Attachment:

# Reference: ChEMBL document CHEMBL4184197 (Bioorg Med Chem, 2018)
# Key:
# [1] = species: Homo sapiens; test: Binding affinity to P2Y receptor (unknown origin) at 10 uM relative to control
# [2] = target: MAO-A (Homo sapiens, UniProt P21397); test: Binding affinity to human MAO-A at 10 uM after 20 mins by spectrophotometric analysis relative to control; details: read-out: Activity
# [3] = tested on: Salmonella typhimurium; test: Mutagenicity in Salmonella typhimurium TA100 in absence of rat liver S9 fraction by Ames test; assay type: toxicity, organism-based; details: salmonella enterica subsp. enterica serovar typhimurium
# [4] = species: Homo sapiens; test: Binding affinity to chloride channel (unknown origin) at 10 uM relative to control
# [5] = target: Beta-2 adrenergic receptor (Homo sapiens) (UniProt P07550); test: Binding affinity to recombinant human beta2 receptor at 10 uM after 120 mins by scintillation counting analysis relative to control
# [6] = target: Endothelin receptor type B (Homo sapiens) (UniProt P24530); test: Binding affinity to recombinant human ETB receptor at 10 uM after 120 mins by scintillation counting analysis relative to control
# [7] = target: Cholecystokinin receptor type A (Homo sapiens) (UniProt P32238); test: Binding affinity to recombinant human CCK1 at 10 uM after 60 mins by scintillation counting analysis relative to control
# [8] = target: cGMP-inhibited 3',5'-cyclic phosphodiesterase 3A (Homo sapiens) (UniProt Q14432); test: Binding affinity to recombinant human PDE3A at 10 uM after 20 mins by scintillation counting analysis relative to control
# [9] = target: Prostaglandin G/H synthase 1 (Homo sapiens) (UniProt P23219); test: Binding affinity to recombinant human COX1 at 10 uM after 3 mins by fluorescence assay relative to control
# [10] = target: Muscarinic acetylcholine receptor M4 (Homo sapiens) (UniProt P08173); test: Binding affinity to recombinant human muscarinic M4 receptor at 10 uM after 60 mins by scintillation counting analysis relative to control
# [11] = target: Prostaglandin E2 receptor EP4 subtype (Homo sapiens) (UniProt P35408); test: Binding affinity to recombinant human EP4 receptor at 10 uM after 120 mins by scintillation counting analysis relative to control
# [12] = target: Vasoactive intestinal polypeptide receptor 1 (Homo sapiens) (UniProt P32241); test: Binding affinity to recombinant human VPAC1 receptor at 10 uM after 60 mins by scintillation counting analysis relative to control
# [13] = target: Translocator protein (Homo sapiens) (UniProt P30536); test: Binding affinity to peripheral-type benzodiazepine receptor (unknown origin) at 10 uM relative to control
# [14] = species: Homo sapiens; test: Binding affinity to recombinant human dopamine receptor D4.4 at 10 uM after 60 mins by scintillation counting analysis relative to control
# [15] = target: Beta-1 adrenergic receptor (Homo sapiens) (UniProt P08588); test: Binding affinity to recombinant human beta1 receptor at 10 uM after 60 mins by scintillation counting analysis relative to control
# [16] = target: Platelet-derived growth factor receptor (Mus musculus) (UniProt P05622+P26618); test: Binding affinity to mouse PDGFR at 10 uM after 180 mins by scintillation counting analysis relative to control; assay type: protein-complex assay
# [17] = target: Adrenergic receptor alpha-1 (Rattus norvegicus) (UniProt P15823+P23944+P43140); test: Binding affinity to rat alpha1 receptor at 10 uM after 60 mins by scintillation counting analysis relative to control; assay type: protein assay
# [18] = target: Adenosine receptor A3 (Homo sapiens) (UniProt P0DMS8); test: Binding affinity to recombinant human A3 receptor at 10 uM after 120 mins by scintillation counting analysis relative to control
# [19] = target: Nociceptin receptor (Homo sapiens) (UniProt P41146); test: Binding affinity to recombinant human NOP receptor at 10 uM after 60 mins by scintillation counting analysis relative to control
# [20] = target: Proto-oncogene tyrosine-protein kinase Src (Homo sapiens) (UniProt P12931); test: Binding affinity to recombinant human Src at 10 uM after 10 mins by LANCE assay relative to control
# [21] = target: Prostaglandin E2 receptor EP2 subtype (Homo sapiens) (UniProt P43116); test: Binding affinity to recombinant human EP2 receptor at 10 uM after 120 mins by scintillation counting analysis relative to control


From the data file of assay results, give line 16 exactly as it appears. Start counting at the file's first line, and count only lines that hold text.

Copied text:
# [14] = species: Homo sapiens; test: Binding affinity to recombinant human dopamine receptor D4.4 at 10 uM after 60 mins by scintillation counting analysis relative to control